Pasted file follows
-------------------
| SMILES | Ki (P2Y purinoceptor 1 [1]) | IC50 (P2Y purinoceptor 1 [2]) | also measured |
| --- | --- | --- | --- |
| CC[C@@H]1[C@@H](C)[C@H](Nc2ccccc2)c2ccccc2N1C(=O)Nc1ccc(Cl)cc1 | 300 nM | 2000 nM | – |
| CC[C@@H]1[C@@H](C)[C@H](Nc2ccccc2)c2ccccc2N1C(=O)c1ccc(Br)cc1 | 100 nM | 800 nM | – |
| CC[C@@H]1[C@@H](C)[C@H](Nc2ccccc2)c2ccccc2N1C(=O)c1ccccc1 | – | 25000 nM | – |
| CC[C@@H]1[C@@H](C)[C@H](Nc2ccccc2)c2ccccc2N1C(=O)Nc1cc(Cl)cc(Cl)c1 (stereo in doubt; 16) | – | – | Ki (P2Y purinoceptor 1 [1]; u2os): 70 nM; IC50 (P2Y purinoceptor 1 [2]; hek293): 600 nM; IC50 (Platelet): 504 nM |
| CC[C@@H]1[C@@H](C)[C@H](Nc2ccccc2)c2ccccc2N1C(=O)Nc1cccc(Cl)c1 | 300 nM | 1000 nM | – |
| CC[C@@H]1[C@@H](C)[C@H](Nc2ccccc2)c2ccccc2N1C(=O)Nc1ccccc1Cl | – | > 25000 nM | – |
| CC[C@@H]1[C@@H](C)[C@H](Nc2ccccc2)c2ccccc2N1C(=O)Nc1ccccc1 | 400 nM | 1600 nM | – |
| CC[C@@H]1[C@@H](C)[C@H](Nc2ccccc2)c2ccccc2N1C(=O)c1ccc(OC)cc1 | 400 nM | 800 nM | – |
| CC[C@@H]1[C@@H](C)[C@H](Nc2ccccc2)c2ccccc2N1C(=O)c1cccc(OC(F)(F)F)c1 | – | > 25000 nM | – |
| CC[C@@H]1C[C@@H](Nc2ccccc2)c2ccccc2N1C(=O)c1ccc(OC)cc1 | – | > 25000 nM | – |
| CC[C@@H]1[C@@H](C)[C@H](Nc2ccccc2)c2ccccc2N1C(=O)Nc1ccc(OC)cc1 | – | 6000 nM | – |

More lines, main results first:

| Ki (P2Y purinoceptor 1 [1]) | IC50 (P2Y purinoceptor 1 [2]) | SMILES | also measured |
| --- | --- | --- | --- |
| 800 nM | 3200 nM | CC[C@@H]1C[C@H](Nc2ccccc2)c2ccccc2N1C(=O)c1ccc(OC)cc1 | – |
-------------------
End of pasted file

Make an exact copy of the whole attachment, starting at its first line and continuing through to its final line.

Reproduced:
| SMILES | Ki (P2Y purinoceptor 1 [1]) | IC50 (P2Y purinoceptor 1 [2]) | also measured |
| --- | --- | --- | --- |
| CC[C@@H]1[C@@H](C)[C@H](Nc2ccccc2)c2ccccc2N1C(=O)Nc1ccc(Cl)cc1 | 300 nM | 2000 nM | – |
| CC[C@@H]1[C@@H](C)[C@H](Nc2ccccc2)c2ccccc2N1C(=O)c1ccc(Br)cc1 | 100 nM | 800 nM | – |
| CC[C@@H]1[C@@H](C)[C@H](Nc2ccccc2)c2ccccc2N1C(=O)c1ccccc1 | – | 25000 nM | – |
| CC[C@@H]1[C@@H](C)[C@H](Nc2ccccc2)c2ccccc2N1C(=O)Nc1cc(Cl)cc(Cl)c1 (stereo in doubt; 16) | – | – | Ki (P2Y purinoceptor 1 [1]; u2os): 70 nM; IC50 (P2Y purinoceptor 1 [2]; hek293): 600 nM; IC50 (Platelet): 504 nM |
| CC[C@@H]1[C@@H](C)[C@H](Nc2ccccc2)c2ccccc2N1C(=O)Nc1cccc(Cl)c1 | 300 nM | 1000 nM | – |
| CC[C@@H]1[C@@H](C)[C@H](Nc2ccccc2)c2ccccc2N1C(=O)Nc1ccccc1Cl | – | > 25000 nM | – |
| CC[C@@H]1[C@@H](C)[C@H](Nc2ccccc2)c2ccccc2N1C(=O)Nc1ccccc1 | 400 nM | 1600 nM | – |
| CC[C@@H]1[C@@H](C)[C@H](Nc2ccccc2)c2ccccc2N1C(=O)c1ccc(OC)cc1 | 400 nM | 800 nM | – |
| CC[C@@H]1[C@@H](C)[C@H](Nc2ccccc2)c2ccccc2N1C(=O)c1cccc(OC(F)(F)F)c1 | – | > 25000 nM | – |
| CC[C@@H]1C[C@@H](Nc2ccccc2)c2ccccc2N1C(=O)c1ccc(OC)cc1 | – | > 25000 nM | – |
| CC[C@@H]1[C@@H](C)[C@H](Nc2ccccc2)c2ccccc2N1C(=O)Nc1ccc(OC)cc1 | – | 6000 nM | – |

More lines, main results first:

| Ki (P2Y purinoceptor 1 [1]) | IC50 (P2Y purinoceptor 1 [2]) | SMILES | also measured |
| --- | --- | --- | --- |
| 800 nM | 3200 nM | CC[C@@H]1C[C@H](Nc2ccccc2)c2ccccc2N1C(=O)c1ccc(OC)cc1 | – |